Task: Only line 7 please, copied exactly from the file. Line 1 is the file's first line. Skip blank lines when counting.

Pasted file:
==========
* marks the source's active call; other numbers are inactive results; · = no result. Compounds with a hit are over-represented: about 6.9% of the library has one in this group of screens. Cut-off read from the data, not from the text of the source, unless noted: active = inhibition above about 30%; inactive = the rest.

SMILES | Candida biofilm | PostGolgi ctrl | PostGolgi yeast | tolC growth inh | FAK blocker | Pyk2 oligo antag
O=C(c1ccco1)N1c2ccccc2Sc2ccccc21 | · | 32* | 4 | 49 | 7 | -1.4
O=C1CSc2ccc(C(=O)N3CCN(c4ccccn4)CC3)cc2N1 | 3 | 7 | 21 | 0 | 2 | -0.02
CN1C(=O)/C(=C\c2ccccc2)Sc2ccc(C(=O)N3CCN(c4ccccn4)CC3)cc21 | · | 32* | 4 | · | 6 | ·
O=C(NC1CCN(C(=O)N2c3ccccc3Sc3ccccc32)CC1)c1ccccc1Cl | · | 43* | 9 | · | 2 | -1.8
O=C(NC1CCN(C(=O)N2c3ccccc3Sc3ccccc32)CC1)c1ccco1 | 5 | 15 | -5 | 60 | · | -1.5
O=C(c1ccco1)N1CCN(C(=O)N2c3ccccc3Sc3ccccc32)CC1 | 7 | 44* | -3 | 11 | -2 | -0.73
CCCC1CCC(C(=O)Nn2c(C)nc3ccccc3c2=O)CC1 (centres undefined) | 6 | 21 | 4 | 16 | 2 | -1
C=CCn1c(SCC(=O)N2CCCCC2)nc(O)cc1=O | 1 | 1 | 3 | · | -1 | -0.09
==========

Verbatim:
O=C(NC1CCN(C(=O)N2c3ccccc3Sc3ccccc32)CC1)c1ccco1 | 5 | 15 | -5 | 60 | · | -1.5